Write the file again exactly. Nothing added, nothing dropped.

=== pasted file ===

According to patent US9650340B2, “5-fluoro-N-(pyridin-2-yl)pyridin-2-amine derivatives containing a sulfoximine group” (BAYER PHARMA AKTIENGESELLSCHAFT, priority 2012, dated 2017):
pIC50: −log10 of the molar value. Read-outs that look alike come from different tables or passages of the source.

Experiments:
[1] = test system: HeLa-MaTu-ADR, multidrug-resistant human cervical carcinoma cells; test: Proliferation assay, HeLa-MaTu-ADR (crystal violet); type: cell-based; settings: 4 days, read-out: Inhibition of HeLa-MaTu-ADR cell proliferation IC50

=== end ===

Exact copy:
According to patent US9650340B2, “5-fluoro-N-(pyridin-2-yl)pyridin-2-amine derivatives containing a sulfoximine group” (BAYER PHARMA AKTIENGESELLSCHAFT, priority 2012, dated 2017):
pIC50: −log10 of the molar value. Read-outs that look alike come from different tables or passages of the source.

Experiments:
[1] = test system: HeLa-MaTu-ADR, multidrug-resistant human cervical carcinoma cells; test: Proliferation assay, HeLa-MaTu-ADR (crystal violet); type: cell-based; settings: 4 days, read-out: Inhibition of HeLa-MaTu-ADR cell proliferation IC50